Bankruptcy No. 86-30466, Adv. No. 87-3008.

82 B.R. 157 (1988)

In the Matter of David E. LAWRENCE, Individually and d/b/a Fanfare Shoes, Debtor. William M. FLATAU, Trustee, Plaintiff, v. TRIBBLE'S SHOES, INC., Defendant.

United States Bankruptcy Court, M.D. Georgia, Athens Division.

January 26, 1988.

Attorney(s) appearing for the Case

William M. Flatau, Macon, Ga., Trustee.

Frederick A. Bading, Athens, Ga., Larry K. Scroggs, Memphis, Tenn., for defendant.


ROBERT F. HERSHNER, Jr., Chief Judge.


On November 12, 1986, David E. Lawrence, Debtor, filed a voluntary petition for relief under Chapter 7 of the Bankruptcy Code. On March 11, 1987, William M. Flatau, Trustee, Plaintiff, filed a complaint against Tribble's Shoes, Inc., Defendant, asserting that Defendant had received a preferential transfer which should be avoided.1 On September 10, 1987, Plaintiff filed a motion for summary judgment.2 On November 12, 1987, Defendant filed a motion to join Wohl Shoe Company as an indispensable defendant3 or, alternatively, to dismiss the complaint if Wohl Shoe Company cannot be joined.

The Court, having considered the evidence and the briefs of counsel, now publishes its findings of fact and conclusions of law.


The following facts are established by the affidavits, depositions, answers to Plaintiff's interrogatories, exhibits, pleadings, arguments, and briefs of counsel submitted to this Court.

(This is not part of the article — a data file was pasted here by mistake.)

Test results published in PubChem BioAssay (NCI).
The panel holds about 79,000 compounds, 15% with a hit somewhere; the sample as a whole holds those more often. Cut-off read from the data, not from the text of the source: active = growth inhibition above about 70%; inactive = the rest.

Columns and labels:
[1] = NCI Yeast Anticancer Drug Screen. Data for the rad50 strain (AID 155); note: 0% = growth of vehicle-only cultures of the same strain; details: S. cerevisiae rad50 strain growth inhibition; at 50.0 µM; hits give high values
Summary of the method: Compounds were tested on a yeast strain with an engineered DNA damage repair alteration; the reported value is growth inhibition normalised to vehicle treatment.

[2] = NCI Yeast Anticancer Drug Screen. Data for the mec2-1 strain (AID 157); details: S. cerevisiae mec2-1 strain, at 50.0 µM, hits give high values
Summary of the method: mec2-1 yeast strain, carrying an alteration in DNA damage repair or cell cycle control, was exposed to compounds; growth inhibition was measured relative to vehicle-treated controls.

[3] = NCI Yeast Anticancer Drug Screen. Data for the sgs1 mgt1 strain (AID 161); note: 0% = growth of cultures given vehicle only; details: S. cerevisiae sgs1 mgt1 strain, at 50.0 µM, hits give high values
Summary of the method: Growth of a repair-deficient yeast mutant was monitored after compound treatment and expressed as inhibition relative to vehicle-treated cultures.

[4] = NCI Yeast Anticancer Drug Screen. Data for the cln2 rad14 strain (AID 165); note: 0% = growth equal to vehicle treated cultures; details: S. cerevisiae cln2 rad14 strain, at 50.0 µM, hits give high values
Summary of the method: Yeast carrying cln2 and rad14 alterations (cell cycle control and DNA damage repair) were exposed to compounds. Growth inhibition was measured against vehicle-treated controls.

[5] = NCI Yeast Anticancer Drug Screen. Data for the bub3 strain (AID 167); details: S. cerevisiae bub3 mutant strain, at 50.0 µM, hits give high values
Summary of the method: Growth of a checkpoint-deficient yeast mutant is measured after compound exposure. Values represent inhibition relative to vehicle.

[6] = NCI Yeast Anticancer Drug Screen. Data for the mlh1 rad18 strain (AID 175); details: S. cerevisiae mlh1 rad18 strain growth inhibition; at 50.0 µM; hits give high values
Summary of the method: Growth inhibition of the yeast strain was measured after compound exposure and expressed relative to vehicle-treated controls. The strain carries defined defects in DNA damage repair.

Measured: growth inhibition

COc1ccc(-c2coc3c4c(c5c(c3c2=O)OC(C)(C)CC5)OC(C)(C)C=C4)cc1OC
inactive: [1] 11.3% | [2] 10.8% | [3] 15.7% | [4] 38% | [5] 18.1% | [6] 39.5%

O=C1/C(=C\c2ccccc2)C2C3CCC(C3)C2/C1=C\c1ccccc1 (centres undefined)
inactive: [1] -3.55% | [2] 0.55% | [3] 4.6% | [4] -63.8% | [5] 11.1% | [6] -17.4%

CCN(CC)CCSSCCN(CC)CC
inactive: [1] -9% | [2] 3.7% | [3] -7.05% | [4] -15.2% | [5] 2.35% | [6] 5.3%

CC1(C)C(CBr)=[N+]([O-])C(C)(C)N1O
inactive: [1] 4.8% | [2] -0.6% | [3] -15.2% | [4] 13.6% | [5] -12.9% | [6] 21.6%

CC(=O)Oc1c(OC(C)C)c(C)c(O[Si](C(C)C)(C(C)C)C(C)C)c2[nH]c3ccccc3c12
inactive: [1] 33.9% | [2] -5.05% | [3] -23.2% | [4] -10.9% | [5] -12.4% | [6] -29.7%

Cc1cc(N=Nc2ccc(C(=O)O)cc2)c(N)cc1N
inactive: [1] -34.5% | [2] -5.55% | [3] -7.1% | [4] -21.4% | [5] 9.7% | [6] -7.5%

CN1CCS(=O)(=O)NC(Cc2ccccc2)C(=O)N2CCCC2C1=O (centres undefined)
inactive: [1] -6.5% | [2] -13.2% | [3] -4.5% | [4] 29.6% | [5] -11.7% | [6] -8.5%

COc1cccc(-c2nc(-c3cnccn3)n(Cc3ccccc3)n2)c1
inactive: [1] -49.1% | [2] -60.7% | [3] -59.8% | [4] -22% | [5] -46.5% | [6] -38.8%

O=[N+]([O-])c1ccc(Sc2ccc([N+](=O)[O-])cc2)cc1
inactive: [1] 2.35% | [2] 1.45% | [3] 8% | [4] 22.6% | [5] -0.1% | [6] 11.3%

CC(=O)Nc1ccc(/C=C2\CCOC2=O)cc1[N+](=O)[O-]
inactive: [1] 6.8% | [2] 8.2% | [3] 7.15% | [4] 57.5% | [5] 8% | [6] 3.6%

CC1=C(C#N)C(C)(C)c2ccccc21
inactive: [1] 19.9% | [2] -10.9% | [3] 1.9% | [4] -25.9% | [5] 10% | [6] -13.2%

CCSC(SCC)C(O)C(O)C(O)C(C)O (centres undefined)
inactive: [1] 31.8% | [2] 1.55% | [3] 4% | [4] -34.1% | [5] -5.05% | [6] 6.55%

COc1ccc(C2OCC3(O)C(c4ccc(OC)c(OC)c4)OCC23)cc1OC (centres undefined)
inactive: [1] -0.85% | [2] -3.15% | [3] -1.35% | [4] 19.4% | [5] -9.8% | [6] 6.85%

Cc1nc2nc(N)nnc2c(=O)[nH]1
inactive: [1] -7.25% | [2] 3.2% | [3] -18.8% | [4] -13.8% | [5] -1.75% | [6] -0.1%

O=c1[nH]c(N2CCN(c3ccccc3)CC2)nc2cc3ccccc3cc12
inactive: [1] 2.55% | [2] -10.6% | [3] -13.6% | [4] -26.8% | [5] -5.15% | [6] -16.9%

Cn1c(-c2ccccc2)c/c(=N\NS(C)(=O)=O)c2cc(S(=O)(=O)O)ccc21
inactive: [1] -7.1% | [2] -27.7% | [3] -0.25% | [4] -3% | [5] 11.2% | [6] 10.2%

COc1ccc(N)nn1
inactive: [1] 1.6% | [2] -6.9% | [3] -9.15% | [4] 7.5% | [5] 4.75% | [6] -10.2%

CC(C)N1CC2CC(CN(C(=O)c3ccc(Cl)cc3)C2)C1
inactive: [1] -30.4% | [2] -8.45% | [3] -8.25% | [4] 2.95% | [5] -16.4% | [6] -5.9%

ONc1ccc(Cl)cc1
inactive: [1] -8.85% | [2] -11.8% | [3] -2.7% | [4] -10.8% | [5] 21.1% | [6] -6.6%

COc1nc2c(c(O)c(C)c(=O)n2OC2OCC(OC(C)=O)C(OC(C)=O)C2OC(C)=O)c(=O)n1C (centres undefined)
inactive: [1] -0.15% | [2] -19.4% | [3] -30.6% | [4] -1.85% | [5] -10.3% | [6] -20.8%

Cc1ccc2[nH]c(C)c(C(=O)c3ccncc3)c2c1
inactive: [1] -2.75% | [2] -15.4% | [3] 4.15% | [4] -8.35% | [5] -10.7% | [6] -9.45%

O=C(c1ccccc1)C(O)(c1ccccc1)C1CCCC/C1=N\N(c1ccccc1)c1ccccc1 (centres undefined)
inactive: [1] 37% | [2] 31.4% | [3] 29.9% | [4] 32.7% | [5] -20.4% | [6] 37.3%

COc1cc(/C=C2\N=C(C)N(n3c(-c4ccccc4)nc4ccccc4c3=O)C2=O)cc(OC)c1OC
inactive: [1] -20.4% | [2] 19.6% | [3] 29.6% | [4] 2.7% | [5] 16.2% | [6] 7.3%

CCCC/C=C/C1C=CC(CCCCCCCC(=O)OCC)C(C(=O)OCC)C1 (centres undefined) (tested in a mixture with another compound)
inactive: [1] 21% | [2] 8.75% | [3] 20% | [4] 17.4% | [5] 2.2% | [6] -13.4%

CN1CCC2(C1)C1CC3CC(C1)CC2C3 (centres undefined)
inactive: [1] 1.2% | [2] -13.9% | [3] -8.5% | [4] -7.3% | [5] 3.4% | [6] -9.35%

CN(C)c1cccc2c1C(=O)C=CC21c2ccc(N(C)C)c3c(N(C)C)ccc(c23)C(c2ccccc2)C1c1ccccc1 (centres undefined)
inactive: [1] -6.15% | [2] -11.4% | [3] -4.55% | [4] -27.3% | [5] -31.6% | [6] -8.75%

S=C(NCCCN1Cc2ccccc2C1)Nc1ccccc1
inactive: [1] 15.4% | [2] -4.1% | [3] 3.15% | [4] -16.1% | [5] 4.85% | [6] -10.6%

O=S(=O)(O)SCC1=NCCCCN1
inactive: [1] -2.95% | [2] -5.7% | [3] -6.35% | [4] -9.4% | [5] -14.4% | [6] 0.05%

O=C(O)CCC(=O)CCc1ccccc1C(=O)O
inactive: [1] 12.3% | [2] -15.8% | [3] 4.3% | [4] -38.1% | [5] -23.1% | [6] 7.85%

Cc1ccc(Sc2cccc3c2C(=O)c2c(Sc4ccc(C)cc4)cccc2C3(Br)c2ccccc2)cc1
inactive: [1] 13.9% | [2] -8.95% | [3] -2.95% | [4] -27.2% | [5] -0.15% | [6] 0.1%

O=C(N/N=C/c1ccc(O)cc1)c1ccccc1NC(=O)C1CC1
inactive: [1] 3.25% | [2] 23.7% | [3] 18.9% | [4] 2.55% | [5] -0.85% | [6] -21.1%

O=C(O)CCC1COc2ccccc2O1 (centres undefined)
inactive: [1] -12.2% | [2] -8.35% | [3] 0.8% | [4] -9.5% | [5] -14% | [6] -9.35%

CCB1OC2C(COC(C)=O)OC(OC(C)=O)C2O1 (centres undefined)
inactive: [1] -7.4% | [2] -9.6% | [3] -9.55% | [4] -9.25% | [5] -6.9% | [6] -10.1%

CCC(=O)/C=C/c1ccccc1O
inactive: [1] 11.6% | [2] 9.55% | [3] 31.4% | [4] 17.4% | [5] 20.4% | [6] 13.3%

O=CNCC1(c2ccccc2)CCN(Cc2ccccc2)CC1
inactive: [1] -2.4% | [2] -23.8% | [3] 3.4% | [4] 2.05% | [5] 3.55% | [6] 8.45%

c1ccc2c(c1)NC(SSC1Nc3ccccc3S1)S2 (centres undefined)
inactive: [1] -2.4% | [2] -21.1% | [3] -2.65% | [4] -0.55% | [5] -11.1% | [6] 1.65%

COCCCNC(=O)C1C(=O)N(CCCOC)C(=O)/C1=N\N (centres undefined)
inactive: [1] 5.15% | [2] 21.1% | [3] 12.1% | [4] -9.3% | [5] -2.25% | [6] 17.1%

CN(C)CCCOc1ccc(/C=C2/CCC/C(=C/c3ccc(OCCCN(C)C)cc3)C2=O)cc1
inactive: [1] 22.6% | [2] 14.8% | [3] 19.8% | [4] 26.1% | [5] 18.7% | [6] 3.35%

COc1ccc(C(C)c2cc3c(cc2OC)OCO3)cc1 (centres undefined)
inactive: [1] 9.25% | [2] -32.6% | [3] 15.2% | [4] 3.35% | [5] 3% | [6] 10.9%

On November 15, 1984, Debtor purchased a business, known as Fanfare Shoes, from Defendant. In connection with the sale, Debtor executed a promissory note in the amount of $71,450 in favor of Defendant. The promissory note was secured by a security interest in Debtor's inventory, accounts receivable, and fixtures. On October 24, 1985, Defendant filed a UCC-1 Financing Statement in Clarke County, Georgia, where Fanfare Shoes is located. Defendant never filed a financing statement in Oconee County, Georgia, even though Debtor was a resident of Oconee County during all relevant times and has never resided in Clarke County.

In order to operate Fanfare Shoes, Debtor established a line of credit with Wohl Shoe Company (Wohl). The credit line had a ceiling of $50,000. Defendant executed a guaranty agreement with Wohl in order to help Debtor acquire the line of credit. Thus, in the event Debtor defaulted, Wohl was entitled to look to Defendant for payment.

Fanfare Shoes began to suffer a decline in business in September of 1985. Debtor continued to operate the business, but was unable to do so profitably. On or about October 31, 1986, Debtor was in default under the terms of the promissory note. Debtor had also reached the ceiling on its line of credit with Wohl.

On October 31, 1986, Debtor and Defendant entered into a purchase agreement. Pursuant to this agreement, Debtor transferred all assets of Fanfare Shoes to Defendant. In exchange for this transfer, Defendant waived its right to pursue a foreclosure. Defendant sold the business to Albert Ruth, Inc. on November 1, 1986. In its answer to question number four of Plaintiff's interrogatories, Defendant stated that in consideration for the transfer of the assets of Fanfare Shoes to Albert Ruth, Inc., Albert Ruth, Inc. assumed $10,324.20 of liability on the line of credit extended by Wohl to Debtor and on which Defendant was liable as a guarantor. Additionally, Albert Ruth, Inc. paid Defendant the sum of $10,256.17. Defendant transferred $9,675.80 of this amount to Wohl to be applied against Debtor's line of credit. Thus, Defendant received consideration from Albert Ruth, Inc. totalling $20,580.17.